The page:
I am so excited about this guest post from Sage at Everyday Wanderer. As you may know, both Henry and I work from home (or wherever the wifi is) and homeschool/worldschool our kids. Not everyone has shaped their lives like this, so I love that Sage talks about traveling and having a home-based life with jobs and school. We think everyone should have the benefits of travel.
Many people suffering from wanderlust dream of quitting their jobs and perpetually traveling the world. But not me. I love my job, and it’s portable. My dream is to convince my daughter to be homeschooled so we can perpetually work and learn from the road. Despite having access to an amazing virtual school that’s already funded by my taxes here in Kansas, my daughter isn’t budging.
Three times a year:
- On New Year’s Day,
- As the school year comes to a close, and
- When the school year starts up again in the fall,
my daughter and I sit down with the school calendar, her competitive dance team schedule, and a long travel bucket list and get busy packing travel adventures into every nook and cranny of the six to twelve months ahead.
These are the tips and tricks that have helped us plan family travel around school, activities, and other obligations.
Planning Family Travel Tip #1 – Plan It Out
If you wait for your life to be perfect before you have children, you’ll never be a parent. The same thing is true when it comes to planning family travel. If you wait for (insert your own long list of reasons) to happen first, you’ll never find the time for family travel. So the first tip is to keep a family calendar and intentionally plan out family travel adventures.
Planning Family Travel Tip #2 – You Do Not Have to Go Far
While I believe everyone can benefit from travel, you do not have to wander far from home to be exposed to something wonderful and new. Whether you live in a bustling city or in a small town, there are plenty of things for your family to do and see without boarding a plane or spending an entire day in the car. Be sure to seize all of the local and day trip adventures you can as you plan family travel.
Planning Family Travel Tip #3 – And You Don’t Have to Spend a Ton of Money
If you have a big fat trust fund or earn as much as Oprah, feel free to skip this tip. But if you’re a hard-working, middle class American like me, it’s important to know that family travel doesn’t require a second mortgage on your home. Did you know that there is never an entrance fee to the Smithsonian museums in Washington, DC? Or that the Midwestern city of St. Louis has the second highest number of free museums, attractions, and other things to do after DC? Stretch your travel budget further by road tripping instead of flying. When you’re away from home, take advantage of complimentary hotel breakfasts and visit the local grocery store to purchase picnic items for a few meals instead of always eating out.
Planning Family Travel Tip #4 – Involve Your Kids
Even if your spouse is your soulmate and your kids are chips off of the old block, each member of your family is likely to have a different destination or activity at the top of his or her travel bucket list. So be sure to ask your kids about their interests and do your best to sprinkle them into your family travel plans. When we plan a family trip, each of us creates a prioritized list of what we want to do and see at our destination. Within reason (see Tip #3 about our family’s need to travel on a budget), I make sure that everyone’s number one priority fits into our trip.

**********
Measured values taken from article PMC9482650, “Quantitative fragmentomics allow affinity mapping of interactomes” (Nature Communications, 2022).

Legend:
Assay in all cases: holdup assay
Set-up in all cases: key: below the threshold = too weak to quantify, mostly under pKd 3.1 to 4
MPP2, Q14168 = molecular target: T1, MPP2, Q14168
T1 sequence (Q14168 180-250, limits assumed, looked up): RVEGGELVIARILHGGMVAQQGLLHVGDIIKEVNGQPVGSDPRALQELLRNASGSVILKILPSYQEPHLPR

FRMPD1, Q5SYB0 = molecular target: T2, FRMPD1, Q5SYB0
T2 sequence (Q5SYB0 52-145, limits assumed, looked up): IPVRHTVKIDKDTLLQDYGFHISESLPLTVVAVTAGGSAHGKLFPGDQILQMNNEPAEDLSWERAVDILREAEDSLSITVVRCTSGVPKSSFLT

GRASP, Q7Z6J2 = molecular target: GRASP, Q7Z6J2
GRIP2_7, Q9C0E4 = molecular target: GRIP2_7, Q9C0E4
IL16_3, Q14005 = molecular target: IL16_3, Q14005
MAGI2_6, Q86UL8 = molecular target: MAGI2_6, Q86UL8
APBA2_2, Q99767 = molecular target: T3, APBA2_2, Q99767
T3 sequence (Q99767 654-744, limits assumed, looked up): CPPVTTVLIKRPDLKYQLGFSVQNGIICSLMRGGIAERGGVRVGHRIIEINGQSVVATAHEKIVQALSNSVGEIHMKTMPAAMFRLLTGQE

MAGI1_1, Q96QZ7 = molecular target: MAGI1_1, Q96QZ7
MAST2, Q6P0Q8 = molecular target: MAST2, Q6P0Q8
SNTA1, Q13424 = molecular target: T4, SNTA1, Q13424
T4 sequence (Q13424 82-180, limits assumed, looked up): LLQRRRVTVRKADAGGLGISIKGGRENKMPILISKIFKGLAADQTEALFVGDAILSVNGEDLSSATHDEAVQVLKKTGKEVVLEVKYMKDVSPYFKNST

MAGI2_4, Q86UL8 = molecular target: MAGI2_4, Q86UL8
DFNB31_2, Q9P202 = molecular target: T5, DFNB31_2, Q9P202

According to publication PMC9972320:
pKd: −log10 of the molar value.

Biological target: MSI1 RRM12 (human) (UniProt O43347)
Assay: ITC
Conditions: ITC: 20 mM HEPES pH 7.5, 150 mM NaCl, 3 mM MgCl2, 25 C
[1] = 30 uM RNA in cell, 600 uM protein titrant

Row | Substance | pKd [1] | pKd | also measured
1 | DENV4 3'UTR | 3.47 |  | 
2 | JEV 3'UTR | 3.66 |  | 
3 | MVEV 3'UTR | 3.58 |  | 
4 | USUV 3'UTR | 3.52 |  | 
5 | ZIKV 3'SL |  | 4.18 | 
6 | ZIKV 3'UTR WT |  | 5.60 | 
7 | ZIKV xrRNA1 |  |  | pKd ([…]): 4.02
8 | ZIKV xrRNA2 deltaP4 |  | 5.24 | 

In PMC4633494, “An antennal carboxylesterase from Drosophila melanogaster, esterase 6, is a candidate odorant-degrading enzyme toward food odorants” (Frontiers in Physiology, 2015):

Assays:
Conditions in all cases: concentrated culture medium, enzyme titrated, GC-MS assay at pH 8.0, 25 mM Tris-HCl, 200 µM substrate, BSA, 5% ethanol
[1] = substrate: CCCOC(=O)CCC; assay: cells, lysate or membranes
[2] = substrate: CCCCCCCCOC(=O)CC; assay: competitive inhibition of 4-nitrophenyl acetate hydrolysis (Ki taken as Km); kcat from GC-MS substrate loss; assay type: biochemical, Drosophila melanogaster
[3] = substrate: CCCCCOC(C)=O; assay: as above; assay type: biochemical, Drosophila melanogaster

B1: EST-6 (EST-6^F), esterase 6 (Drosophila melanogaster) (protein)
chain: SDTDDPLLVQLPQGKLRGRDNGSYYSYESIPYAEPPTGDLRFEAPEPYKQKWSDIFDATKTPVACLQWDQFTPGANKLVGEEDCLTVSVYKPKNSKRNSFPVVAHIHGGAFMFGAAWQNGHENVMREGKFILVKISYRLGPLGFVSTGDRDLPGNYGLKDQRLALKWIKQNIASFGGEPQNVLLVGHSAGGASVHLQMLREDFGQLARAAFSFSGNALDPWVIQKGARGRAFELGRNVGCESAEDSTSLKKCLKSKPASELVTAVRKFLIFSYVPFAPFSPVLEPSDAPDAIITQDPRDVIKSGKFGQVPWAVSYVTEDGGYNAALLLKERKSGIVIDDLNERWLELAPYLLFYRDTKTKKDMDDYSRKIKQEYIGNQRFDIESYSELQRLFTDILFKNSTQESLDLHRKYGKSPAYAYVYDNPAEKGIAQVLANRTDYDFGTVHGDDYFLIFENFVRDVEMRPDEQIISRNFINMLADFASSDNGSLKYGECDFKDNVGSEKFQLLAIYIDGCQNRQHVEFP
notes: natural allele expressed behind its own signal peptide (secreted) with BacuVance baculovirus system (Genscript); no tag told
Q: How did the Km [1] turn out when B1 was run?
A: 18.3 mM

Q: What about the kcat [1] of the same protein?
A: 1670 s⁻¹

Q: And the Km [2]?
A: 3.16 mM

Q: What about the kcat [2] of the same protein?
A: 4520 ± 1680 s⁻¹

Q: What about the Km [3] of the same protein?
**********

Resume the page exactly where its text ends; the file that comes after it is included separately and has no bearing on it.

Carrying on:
Planning Family Travel Tip #5 – Help Your Children Connect the Dots
Spanish-born, Harvard educated, American philosopher George Santayana once said, “A child educated only at school is an uneducated child.” I couldn’t agree more! One of the most important reasons to fit family travel into your household’s hectic schedule is to help your children connect the dots from book learning and classroom lessons to the real world. It’s one thing to read about grits and collard greens in geography class, and another to taste them at a local restaurant in Atlanta. It’s one thing to study the saguaro cactus in science class, and another to look up at the tall, prickly desert giant in Arizona.
Planning Family Travel Tip #6 – It’s OK to Pull Your Child Out of School to Travel
Because of Tip #5, I never hesitate to pull my daughter out of school for travel. Yes, we try to plan travel around school breaks to minimize her absences, but I don’t worry about her being out of the classroom if she’s supplementing her education with me. That said, the opportunity to travel comes with several ground rules. Most importantly, she must be doing well in school. Should her grades ever slip below her ability, it would be “flight canceled” for the rest of the semester. I also expect her to give her teachers plenty of notice of her planned absences and to complete her work in advance of our trip. We recently tacked on three extra days to a week-long school break to visit family in the Southwest, and she had to turn her big semester project in three days before her classmates.
How Does Your Family Plan Travel?
What tips and tricks does your family use to fit travel into a busy household? Is there anything you’d add to this list of family travel tips? Share your thoughts in the comments section below.
After growing up living all over the United States and Europe, Sage Scott writes her travel blog with a midlife traveler’s perspective from America’s Heartland. From Kansas City, the Midwestern city affectionately called the Paris of the Plains (and the undisputed Barbeque Capital of the World), Sage shares her experiences and provides helpful travel tips on her blog, Everyday Wanderer.